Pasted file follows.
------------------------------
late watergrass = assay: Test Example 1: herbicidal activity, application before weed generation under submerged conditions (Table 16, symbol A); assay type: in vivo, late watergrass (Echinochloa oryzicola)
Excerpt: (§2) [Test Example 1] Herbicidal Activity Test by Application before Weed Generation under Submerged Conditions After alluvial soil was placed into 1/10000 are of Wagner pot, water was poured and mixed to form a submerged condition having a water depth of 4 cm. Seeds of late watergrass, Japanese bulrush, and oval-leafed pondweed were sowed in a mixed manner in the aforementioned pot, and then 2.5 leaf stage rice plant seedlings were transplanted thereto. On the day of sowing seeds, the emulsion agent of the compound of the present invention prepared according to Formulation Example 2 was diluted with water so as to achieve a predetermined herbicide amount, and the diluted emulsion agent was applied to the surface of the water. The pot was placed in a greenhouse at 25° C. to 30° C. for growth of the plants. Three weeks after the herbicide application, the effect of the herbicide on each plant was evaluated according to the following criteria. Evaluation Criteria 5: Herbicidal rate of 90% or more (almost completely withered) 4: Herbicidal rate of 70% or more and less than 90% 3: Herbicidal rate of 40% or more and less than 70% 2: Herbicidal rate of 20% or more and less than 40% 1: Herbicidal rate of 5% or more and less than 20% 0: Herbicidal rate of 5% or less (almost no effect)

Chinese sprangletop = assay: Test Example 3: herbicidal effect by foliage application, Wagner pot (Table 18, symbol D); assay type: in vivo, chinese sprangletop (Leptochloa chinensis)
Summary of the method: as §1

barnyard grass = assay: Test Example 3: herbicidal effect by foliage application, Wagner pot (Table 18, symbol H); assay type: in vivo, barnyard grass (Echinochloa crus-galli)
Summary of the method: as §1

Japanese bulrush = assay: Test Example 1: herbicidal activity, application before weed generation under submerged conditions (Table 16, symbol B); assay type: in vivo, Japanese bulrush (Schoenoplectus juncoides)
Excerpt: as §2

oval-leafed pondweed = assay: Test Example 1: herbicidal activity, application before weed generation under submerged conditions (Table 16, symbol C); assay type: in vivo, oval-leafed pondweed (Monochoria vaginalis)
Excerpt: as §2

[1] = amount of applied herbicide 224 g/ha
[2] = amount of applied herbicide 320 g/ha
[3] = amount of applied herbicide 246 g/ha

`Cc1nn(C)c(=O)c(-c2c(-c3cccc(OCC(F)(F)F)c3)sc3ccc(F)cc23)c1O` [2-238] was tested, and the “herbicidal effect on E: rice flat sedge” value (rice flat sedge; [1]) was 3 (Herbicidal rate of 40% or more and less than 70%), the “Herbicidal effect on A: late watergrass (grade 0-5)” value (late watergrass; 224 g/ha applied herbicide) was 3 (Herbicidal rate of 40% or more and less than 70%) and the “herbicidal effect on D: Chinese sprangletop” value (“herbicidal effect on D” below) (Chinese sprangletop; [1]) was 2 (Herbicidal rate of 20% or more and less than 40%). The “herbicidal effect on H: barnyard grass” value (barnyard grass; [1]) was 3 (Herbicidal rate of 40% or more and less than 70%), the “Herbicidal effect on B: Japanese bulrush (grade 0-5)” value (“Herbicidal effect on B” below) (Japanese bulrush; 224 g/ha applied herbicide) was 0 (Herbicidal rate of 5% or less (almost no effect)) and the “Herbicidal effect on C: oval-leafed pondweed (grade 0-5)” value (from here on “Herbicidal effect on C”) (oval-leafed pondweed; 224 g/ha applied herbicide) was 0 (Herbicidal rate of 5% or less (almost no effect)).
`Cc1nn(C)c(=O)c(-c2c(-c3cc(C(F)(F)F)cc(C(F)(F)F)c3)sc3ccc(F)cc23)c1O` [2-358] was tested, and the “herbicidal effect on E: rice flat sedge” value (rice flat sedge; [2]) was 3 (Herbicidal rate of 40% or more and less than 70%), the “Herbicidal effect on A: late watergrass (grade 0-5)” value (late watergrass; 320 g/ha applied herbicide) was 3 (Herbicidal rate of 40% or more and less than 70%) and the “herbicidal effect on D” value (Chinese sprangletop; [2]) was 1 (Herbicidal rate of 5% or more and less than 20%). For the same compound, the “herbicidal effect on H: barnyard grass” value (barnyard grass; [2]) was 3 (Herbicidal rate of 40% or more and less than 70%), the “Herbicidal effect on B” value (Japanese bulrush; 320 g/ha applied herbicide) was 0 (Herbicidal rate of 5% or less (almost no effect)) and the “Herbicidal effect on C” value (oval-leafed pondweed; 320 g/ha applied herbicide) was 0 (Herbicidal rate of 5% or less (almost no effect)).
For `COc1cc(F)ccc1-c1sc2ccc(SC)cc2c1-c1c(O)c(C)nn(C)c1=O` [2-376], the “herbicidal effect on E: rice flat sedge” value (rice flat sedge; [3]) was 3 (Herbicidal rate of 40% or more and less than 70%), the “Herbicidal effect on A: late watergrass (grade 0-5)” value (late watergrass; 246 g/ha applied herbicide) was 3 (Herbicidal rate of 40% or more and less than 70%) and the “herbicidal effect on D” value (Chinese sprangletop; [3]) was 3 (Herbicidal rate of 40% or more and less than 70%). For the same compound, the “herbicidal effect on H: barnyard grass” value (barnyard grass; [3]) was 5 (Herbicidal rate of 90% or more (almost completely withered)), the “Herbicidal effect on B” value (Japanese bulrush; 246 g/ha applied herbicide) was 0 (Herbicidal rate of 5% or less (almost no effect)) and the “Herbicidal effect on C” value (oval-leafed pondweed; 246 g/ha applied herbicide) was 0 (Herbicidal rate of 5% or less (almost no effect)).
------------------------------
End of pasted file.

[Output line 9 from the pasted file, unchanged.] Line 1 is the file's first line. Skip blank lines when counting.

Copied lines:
oval-leafed pondweed = assay: Test Example 1: herbicidal activity, application before weed generation under submerged conditions (Table 16, symbol C); assay type: in vivo, oval-leafed pondweed (Monochoria vaginalis)